Under Summer Cover

Thanks to the abundant and late rains this year we ended up with quite a few fields that we were unable to plant during the spring, either because they were too wet when we needed them or simply because we ran out of time to get them planted for summer.
We don’t generally like to let fields sit very long unplanted.  And yet after mid-June, it’s basically too late for summer crops and too early for fall ones.  But we have found that this two-month period up until mid-August is an ideal window to grow a summer cover crop of leguminous cowpeas.
We grow cover crops to feed the soil so that the soil can feed you.  In this case, the cowpeas grow quickly and vigorously, fixing nitrogen from the atmosphere in their roots.  The lush, viney plants shade the soil from the hot sun, smother out weeds, and aerate the soil with their deep roots.
Because it is summer, the cowpeas need water to grow — but not much.  We typically irrigate them only twice.  By the time they start to run out of water, they are often waist-high.  At that point, we plow them back under — harvesting nothing at all from them.  Then we let the residue decompose for a few weeks before planting a fall or winter crop.
Cowpeas after mowing (left) and before (right)
We don’t have enough land or time to grow summer cover crops on all the fields before they go into a fall crop, although we wish we could.  The crops that follow the cowpeas are almost always the nicest we grow.  So we try to make sure to put our most important crops in those fields. For example, strawberries — which we plant in late August — always follow cowpeas.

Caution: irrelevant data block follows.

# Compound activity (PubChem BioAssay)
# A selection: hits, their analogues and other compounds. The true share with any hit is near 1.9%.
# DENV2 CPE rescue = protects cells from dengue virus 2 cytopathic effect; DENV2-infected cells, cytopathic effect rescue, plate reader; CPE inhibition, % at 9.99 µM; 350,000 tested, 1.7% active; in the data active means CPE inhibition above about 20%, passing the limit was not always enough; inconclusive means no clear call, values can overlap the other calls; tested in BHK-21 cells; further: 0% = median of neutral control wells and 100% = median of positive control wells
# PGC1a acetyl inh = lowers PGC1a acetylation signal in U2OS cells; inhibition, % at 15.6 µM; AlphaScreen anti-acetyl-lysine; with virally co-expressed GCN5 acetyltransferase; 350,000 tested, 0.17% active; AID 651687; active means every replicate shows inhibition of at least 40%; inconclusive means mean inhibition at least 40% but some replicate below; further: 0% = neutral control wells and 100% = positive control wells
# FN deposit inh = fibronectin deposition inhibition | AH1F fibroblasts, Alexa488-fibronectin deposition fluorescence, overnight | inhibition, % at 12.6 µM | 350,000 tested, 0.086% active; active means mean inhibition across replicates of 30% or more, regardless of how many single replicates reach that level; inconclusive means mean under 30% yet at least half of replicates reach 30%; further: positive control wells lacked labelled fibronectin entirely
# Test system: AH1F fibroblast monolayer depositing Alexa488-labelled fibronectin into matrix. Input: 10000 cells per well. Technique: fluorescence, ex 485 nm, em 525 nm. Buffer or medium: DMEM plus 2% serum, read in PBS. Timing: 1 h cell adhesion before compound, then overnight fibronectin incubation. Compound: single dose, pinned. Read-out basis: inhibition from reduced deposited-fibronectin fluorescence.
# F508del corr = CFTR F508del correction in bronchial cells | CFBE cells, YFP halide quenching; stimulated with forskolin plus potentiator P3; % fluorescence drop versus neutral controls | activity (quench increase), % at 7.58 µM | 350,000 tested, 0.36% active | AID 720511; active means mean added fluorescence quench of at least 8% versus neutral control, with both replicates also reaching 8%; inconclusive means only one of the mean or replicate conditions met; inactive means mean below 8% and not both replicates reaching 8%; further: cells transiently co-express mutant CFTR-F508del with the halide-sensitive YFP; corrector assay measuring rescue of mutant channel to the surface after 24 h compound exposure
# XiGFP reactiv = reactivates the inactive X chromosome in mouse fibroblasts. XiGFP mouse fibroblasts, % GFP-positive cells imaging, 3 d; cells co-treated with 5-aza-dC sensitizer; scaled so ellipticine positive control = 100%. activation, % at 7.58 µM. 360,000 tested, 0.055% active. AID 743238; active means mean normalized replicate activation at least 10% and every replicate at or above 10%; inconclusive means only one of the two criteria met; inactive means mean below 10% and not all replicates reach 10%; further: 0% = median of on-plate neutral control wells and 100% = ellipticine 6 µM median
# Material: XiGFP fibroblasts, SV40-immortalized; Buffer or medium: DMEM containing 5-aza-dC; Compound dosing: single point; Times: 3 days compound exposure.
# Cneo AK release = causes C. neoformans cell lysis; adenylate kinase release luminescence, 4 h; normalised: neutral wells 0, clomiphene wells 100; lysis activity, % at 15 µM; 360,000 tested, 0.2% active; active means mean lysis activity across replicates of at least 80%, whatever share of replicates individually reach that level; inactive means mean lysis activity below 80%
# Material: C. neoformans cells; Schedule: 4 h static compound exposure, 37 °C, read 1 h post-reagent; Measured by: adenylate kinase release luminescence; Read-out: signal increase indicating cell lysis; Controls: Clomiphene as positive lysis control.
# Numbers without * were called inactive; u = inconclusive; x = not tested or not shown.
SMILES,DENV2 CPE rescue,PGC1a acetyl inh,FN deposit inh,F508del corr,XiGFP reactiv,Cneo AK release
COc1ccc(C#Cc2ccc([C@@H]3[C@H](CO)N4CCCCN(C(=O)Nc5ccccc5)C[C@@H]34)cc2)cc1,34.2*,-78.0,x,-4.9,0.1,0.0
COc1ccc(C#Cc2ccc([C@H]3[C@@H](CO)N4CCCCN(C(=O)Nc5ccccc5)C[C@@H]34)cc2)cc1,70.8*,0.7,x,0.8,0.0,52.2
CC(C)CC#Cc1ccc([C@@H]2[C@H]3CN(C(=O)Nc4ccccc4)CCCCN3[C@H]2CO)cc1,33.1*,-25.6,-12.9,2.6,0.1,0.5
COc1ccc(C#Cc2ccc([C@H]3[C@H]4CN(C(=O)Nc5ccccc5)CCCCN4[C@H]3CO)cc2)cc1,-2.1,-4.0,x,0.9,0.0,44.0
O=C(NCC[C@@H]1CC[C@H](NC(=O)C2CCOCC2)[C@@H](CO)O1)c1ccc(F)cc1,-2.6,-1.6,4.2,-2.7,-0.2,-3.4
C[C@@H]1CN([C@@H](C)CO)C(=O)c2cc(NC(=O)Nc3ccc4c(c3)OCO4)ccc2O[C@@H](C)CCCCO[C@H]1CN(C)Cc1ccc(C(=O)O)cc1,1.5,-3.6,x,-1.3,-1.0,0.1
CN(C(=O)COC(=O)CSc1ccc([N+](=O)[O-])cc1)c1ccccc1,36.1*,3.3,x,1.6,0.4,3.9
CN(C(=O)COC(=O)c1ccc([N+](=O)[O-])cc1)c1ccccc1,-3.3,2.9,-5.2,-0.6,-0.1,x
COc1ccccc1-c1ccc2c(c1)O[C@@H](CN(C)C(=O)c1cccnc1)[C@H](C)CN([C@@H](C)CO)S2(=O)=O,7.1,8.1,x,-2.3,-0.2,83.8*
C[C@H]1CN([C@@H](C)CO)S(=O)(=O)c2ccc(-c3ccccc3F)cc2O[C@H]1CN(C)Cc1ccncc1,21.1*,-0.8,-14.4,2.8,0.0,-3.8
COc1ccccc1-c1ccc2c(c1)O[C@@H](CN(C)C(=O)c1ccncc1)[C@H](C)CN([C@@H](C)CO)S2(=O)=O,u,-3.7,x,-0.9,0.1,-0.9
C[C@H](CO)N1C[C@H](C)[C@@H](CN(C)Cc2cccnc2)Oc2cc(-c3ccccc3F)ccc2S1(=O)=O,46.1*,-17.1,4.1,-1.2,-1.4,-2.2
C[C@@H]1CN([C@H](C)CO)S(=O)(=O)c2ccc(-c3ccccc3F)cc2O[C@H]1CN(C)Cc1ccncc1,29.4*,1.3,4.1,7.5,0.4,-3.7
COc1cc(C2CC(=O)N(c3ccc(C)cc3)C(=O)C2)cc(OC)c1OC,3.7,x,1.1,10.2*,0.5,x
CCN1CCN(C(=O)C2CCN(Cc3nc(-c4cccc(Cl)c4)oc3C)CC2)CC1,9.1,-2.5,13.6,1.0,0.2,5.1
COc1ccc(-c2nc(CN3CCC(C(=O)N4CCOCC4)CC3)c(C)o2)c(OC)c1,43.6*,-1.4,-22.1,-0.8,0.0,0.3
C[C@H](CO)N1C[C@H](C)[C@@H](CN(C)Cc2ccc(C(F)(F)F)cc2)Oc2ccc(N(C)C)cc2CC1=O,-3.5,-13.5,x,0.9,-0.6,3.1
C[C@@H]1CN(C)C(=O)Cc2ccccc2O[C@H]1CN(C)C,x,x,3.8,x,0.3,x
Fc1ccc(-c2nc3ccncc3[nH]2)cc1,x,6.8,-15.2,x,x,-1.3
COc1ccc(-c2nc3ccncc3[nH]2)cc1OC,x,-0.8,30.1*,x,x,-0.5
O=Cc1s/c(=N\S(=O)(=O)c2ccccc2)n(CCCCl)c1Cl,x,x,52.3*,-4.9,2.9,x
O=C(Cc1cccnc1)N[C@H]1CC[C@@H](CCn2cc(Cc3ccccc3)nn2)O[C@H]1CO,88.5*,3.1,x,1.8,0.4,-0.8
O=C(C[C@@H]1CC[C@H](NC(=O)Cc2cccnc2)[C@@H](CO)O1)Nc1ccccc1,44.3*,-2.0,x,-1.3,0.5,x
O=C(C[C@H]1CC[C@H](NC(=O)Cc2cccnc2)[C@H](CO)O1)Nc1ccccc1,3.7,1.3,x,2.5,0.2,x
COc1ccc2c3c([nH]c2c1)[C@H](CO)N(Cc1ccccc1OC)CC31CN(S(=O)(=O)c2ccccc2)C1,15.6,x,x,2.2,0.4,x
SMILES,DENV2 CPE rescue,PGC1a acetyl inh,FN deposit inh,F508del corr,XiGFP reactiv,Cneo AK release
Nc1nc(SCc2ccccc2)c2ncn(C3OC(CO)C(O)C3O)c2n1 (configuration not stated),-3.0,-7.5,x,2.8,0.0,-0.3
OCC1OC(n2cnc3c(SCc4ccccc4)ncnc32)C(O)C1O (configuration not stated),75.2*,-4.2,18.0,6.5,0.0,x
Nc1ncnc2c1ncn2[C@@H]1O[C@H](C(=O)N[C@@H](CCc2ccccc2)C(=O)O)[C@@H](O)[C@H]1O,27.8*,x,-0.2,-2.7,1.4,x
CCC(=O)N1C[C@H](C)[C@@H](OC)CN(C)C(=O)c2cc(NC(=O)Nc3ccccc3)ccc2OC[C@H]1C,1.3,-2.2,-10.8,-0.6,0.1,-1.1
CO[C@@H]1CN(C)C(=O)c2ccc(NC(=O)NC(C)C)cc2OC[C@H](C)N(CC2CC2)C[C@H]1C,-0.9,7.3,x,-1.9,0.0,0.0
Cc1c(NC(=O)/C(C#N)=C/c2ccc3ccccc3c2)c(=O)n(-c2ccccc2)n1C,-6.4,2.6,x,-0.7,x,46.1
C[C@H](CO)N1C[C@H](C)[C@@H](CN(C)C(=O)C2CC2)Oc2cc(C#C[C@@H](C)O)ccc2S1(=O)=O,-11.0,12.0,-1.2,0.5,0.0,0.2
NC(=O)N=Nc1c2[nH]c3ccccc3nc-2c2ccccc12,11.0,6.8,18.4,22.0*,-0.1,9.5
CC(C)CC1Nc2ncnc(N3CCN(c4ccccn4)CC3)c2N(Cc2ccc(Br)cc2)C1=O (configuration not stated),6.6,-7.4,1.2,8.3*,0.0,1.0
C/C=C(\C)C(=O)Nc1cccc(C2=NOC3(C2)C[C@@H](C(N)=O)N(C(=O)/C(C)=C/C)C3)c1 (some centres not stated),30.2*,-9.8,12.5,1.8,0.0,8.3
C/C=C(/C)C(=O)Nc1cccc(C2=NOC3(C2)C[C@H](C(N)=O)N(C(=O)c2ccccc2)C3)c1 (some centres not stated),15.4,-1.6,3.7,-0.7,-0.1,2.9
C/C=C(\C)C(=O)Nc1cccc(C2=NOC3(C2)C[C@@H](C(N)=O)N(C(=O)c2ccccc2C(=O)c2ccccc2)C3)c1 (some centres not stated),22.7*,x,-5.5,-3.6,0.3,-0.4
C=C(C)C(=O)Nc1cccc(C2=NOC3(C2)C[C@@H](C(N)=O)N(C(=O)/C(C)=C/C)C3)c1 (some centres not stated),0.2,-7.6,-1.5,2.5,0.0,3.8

For several years now we have also tried to grow cowpeas in the fall on the fields that are scheduled for planting in early spring, such as potatoes and tomatoes.  These fields need to be “almost ready” when the rains start, so we can’t grow winter vegetables on them.  And because the cowpeas are a summer crop, they wilt and die once the weather gets cold.  That makes it easier to prepare the field in mid-winter in between the rains.
Right now we have several fields of summer cover crop in various stages of growth, and we are planting the final rounds that are destined for the first tomatoes of 2018.  Once we wrap that up, it will be time to start planting our fall vegetable crops.
Thanks,
Pablito

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